Years Active: 1960 – 1969
Regular Season Stats: 736 games, 33.3 MPG
15.6 PPG, 9.4 RPG, 2.1 APG, 43.1% FG, 76.7% FT
Postseason Stats: 93 games, 34.3 MPG
14.5 PPG, 8.4 RPG, 2.1 APG, 40.5% FG, 75.1% FT
Accolades: All-Defensive 2nd Team (1969), 4x All-Star (1963, ’66, ’68-’69)
At first glance, Rudy LaRusso hardly seems the athlete best equipped to intellectualize on any sport, including his own, basketball. There is something about his prognathous jaw and the occasional scowl on his big, shaggy face that tells you not to annoy him. Players claim that meeting him head to head on a basketball court is a little like playing a game of tag on the freeway during rush hour.
Rudy LaRusso was certainly an intellectual having graduated from Ivy League Dartmouth College in 1959. But he was also certainly worthy of that freeway description. LaRusso was one of the roughest, toughest players of the 1960s NBA. It was a turbulent decade that practically framed his career. His first professional game was October 18, 1959 as a member of the Minneapolis Lakers and his last game was April 5, 1969 against the Los Angeles Lakers.
In between these two games, LaRusso staked his claim as an instrumental piece in the story of the NBA during that decade. However, his instrumental role was always a supporting one. Needless to say, support staff aren’t always recognized for the pivotal roles they play. LaRusso is no exception to that. Appreciated by the few, overlooked and unknown to the masses, this is the wild ride of the rowdy career Rudy LaRusso.
Attending Dartmouth College between 1956 and 1959, LaRusso firmly established himself as one of the nation’s best players. The New Yorker led Dartmouth to two Ivy League titles and two appearances in the NCAA tournament. His 1959 Dartmouth squad won the Ivy League title thanks to LaRusso’s last-second layupto defeat Princeton. Averaging a gritty 14.5 points and 15.5 rebounds a game, LaRusso was just what the Minneapolis Lakers were looking for in 1959 offseason as the NBA Draft loomed.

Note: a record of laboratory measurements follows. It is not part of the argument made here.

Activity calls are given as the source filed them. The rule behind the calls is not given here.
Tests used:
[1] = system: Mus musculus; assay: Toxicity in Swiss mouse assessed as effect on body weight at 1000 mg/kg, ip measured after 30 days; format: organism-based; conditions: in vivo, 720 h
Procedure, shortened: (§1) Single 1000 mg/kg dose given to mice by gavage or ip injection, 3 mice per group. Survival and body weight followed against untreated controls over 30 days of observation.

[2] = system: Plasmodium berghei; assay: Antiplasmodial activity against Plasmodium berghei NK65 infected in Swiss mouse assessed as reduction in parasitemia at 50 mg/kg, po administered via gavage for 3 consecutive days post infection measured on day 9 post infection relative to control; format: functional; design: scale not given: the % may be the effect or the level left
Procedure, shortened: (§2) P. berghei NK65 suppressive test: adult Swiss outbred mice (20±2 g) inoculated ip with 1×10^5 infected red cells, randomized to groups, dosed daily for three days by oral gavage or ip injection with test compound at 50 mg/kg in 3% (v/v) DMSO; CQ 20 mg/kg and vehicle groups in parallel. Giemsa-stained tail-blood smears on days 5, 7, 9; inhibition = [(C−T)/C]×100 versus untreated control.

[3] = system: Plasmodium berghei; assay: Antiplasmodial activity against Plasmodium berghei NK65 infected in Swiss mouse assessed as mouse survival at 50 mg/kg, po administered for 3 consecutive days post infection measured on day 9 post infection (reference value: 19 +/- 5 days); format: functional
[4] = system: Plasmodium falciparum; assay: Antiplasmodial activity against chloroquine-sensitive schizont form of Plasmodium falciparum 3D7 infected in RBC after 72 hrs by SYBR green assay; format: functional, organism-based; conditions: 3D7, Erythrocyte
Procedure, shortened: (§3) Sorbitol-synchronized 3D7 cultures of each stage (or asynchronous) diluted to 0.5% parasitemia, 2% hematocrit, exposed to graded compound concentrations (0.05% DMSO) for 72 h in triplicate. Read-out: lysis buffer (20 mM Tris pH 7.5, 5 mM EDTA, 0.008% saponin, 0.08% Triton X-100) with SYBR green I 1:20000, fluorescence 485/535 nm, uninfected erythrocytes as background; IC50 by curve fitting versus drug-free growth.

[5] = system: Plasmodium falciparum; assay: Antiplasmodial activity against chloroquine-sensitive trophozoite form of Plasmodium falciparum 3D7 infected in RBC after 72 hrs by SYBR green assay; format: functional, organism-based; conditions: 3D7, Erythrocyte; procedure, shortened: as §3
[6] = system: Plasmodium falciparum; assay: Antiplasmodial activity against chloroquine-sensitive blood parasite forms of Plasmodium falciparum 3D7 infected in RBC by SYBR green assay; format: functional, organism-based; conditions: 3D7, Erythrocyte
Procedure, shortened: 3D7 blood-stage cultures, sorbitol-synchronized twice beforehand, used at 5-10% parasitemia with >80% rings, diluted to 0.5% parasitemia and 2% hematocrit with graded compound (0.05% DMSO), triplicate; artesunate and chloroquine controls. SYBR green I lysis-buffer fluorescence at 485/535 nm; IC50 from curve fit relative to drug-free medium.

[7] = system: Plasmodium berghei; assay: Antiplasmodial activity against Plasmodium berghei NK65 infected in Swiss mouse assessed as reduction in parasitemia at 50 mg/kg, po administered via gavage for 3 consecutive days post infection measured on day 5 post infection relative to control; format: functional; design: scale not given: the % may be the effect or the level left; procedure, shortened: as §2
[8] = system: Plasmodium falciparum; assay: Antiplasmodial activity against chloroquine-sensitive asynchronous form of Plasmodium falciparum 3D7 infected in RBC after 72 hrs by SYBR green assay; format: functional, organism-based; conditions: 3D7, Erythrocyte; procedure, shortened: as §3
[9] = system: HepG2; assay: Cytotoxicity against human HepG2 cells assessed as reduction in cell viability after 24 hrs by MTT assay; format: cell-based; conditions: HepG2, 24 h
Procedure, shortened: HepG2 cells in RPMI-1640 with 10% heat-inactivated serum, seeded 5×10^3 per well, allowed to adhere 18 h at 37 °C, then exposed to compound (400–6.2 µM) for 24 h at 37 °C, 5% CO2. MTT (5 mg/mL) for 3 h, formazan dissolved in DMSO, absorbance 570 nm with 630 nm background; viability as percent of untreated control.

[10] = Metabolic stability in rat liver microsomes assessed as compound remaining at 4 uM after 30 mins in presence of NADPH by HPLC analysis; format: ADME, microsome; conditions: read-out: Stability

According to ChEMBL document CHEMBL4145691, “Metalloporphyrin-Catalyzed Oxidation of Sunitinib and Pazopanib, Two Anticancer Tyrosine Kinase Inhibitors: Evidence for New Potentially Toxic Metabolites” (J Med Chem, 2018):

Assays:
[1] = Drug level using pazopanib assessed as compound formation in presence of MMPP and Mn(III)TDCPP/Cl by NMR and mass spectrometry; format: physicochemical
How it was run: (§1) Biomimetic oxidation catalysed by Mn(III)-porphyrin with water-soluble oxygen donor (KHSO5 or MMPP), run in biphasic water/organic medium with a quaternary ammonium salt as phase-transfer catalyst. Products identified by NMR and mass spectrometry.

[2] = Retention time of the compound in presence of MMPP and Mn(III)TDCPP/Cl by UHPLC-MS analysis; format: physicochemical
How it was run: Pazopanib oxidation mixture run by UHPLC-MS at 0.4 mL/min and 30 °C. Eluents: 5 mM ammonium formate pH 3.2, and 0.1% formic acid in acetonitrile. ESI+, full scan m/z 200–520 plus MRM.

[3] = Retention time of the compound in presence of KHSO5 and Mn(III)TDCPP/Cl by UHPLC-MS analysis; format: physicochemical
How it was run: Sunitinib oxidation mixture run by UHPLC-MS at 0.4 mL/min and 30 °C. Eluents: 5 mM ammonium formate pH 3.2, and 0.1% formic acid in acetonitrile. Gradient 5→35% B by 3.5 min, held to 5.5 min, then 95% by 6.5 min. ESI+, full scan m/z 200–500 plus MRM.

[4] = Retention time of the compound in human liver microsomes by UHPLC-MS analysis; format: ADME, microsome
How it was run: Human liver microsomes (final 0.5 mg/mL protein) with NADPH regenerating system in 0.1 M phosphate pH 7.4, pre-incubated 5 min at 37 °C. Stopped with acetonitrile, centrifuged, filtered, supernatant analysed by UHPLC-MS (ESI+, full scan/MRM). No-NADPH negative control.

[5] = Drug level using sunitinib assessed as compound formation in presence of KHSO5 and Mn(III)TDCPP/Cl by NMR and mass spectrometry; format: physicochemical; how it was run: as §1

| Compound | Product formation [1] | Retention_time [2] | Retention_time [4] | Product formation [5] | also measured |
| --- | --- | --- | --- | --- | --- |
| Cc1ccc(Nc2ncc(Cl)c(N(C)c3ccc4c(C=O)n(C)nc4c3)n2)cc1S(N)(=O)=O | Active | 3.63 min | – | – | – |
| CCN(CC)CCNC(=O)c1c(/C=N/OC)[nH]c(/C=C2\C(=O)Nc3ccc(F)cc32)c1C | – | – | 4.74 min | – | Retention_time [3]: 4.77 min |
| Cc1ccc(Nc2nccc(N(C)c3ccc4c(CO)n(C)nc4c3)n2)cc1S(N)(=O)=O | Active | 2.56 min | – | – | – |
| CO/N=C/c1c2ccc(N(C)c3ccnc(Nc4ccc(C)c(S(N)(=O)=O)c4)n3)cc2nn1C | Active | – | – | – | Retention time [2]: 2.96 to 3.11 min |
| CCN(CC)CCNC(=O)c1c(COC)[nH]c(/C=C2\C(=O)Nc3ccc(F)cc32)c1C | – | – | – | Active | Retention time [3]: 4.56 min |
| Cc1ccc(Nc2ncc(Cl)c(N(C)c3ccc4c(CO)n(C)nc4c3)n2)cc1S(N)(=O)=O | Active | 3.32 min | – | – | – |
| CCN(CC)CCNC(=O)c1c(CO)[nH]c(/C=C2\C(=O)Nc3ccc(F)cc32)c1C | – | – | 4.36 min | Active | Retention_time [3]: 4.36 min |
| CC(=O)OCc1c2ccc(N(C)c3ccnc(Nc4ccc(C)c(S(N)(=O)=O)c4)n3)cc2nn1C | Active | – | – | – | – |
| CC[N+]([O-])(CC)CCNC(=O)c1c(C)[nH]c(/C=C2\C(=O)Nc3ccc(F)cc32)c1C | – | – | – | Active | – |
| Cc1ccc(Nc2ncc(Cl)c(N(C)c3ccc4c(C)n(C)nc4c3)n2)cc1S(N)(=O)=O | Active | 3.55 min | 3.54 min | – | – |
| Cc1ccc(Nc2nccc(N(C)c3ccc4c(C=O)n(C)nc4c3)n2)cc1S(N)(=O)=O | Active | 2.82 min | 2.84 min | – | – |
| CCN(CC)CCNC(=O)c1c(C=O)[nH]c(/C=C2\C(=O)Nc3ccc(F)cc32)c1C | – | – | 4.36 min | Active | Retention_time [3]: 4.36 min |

The Lakers were coming off a surprise Finals appearance that spring thanks to the talent of their frontcourt: small forward Elgin Baylor, power forward Vern Mikkelsen, and center Larry Foust. The Lakers were swept handily by Boston. Following the unceremonious demolition by the Celtics, Mikkelsen retired and the Lakers needed a big forward to provide tenacious defense and fierce rebounding alongside Baylor. LaRusso fit the bill and was taken 10th overall in the 1959 NBA Draft.
LaRusso’s tenure with the Lakers got off to an abysmal start. The club limped to a pathetic 25-50 record in the 1959-60 season and they finished 2nd-to-last in the Western Division. However, in the 8-team NBA of 1960, this also meant the Lakers finished in 3rd place in the Western Division guaranteeing them a playoff spot. In their opening round series against Detroit, Elgin Baylor surely did the heavy-lifting (40 points in Game 1; 25 points in Game 2), but LaRusso was right by his side with 18 points and 19 points in the two games. The Lakers took both contests and therefore won the series 2-0.
In a 7-game brawl with the St. Louis Hawks in the Division Finals, the Lakers ultimately fell short of the championship round. Despite the near-Finals appearance, the Minneapolis Lakers were no longer a hit in Minnesota. They were whisked from Minneapolis to Los Angeles following that season. After the move, the Lakers drafted Jerry West and the core trio of their 1960s squads was formed.